martial art (mär´shel ärt)
Any of several Oriental arts of combat or self-defense, such as aikido, karate, judo, or tae kwon do, usually practiced as sport. Often used in the plural.
Martial Arts, various methods of unarmed combat, originally used in warfare in East Asia and shaped by East Asian philosophical concepts, notably Zen Buddhism. The better-known forms include karate, kung fu, jujutsu, judo, aikido, tai chi chuan, tae kwon do, sumo wrestling, and kendo.
Kung fu is, with karate, the best known of all the martial arts. It employs kicks, throws, dodges, holds, leaps, handsprings, and somersaults. Jujutsu is directed toward deflecting or controlling an attack. Judo, a popular wrestling form developed from jujutsu, attempts to turn an attacker's force to one's own advantage, using throwing and grappling. Aikido is, with tai chi chuan, the gentlest martial art and is not practiced as a competitive sport. Tai chi chuan, more popularly referred to as tai chi, is an ancient Chinese exercise and fighting system, still practiced mainly for its health benefits. It employs slow, graceful movements that are stylized renditions of arm and foot blows. Tae kwon do is a type of fighting system that originated in Korea and that employs kicking, punching, and various evasive techniques. In sumo wrestling, huge men attempt to force each other out of the ring, or to bring each other to the mat. Kendo is a sport derived from ancient sword fighting; bamboo swords are now used.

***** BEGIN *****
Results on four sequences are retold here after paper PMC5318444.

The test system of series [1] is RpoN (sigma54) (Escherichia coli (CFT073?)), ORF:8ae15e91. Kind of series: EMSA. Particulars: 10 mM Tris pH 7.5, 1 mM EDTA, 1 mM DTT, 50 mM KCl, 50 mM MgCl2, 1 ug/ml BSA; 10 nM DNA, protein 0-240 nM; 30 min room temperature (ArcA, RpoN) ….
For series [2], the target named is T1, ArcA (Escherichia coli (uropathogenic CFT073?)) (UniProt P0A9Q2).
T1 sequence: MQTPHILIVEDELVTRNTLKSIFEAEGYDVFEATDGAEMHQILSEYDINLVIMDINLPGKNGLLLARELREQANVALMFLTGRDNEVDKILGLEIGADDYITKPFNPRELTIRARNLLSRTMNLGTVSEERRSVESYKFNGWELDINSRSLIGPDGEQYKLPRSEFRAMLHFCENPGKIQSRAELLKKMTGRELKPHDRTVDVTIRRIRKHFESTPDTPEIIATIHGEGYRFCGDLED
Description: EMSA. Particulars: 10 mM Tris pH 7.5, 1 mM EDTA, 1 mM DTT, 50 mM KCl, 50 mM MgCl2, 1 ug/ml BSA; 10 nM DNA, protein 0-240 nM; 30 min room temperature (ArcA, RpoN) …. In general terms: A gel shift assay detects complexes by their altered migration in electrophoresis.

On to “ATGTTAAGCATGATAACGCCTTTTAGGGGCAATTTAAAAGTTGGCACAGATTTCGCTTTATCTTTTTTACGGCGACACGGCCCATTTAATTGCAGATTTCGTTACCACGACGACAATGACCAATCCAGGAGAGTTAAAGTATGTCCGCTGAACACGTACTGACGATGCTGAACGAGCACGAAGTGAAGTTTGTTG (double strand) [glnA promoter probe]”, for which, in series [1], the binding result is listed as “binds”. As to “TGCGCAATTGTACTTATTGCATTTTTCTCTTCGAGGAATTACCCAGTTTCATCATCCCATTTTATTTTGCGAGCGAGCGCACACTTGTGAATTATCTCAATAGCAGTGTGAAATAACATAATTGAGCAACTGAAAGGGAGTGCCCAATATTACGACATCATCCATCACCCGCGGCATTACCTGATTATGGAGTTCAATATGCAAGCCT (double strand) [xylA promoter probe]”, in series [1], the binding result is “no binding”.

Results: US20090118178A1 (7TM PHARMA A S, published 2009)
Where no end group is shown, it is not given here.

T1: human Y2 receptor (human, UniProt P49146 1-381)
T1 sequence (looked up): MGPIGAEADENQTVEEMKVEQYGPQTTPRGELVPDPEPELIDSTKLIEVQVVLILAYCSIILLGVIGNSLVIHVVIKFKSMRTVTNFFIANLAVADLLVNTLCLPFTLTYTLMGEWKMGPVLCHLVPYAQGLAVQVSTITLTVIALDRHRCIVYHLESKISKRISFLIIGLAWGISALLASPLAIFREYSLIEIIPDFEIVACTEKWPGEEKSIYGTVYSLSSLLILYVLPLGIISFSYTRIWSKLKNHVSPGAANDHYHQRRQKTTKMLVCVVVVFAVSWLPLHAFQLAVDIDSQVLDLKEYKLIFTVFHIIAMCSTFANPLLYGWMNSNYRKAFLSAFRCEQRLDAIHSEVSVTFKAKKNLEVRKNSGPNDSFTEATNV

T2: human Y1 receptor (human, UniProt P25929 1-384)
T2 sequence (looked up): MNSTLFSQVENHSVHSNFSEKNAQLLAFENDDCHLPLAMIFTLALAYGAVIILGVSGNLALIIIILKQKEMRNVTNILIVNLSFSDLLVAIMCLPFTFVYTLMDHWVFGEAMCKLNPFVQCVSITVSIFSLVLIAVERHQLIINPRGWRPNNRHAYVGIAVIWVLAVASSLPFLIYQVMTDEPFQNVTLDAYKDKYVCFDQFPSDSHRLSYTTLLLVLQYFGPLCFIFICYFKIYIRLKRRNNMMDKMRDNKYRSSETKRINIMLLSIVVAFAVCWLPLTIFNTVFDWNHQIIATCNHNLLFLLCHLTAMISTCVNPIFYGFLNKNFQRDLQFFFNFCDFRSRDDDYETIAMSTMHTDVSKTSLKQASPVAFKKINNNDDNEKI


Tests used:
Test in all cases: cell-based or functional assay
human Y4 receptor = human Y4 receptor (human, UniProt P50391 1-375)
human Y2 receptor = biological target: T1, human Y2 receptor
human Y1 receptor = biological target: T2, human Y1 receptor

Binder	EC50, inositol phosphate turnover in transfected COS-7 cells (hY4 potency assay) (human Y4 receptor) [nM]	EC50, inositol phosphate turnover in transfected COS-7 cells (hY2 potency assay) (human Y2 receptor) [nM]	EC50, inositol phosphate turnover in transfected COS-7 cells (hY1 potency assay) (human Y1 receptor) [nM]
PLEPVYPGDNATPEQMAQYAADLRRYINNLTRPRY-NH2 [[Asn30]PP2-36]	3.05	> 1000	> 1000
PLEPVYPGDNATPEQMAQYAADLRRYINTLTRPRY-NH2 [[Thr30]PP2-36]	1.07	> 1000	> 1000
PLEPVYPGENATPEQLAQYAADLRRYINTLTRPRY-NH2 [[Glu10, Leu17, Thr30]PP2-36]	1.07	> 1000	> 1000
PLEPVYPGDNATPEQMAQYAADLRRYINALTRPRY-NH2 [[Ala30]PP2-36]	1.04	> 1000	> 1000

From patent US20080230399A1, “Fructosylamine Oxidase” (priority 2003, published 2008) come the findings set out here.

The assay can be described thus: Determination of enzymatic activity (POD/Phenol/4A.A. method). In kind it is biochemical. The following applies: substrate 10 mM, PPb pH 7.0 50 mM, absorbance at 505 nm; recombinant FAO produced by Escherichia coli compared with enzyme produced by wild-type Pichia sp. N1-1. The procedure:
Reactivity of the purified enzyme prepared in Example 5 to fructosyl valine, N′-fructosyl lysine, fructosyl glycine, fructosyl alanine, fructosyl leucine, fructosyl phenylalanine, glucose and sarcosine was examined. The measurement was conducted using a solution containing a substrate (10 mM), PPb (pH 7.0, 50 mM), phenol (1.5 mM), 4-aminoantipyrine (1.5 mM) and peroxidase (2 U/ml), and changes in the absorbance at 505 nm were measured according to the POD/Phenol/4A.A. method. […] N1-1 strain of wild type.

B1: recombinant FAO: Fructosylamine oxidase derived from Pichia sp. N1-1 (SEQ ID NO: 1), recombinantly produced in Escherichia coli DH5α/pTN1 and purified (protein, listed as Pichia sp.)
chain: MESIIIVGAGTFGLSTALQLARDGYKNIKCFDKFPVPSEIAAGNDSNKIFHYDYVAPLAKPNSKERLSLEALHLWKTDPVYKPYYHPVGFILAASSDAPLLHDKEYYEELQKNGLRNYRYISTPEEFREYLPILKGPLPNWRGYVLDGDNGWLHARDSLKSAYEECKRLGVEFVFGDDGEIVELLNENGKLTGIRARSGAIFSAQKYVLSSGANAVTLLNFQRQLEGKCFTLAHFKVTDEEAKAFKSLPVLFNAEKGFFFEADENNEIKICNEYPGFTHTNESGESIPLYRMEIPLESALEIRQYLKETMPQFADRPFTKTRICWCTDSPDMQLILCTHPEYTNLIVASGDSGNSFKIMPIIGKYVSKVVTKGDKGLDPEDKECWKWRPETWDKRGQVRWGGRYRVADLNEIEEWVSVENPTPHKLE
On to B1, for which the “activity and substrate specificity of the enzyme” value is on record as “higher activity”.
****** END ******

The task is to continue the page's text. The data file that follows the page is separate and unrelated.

Contemporary interest in the martial arts often focuses on their spiritual aspects, as means of increasing self-confidence, assertiveness, concentration, and personal defense. The martial arts have also become popular as forms of self-expression, similar to dance.
Christianity as a meme:
Churches across the country are starting "martial-arts ministries" to lure teenagers to religious services. Emmanuel Baptist Church in Lewistown, Mont., which started teaching karate two years ago, has since baptized 24 of its karate students, and attendance at Sunday services has doubled to 130. According to Jim Garrett, youth pastor at Cathedral of Praise in Ohio, action movies are a big help. "Every time a new karate movie comes out, our class booms," he says. "Kids want to re-create their favorite scene."
Karate does, however, present practical problems for churches. Bryan Hebert, who heads Kicks for Christ Ministry in Archdale, N.C., has had to dismiss three students for using their Christian karate to beat up people. To avoid such conflicts, Sherry Brown at Mount Pleasant Christian Church requires her karate students to memorize three Bible verses a month. Other Christian teachers are less concerned with Jesus’s lessons of restraint. As Ken Jezek, who runs Warriors for Christ in Gilbert, Ariz., puts it, "When in doubt, take it out."
Dave Sutterfield, whose seven-year-old son studies karate at Mount Pleasant, has decided to explain Jesus’s stand on self-defense at a later date in order to avoid confusing the boy. "We just want them to get the basics about sin and Jesus’s love first," he says. (Wall Street Journal, 10/18/99)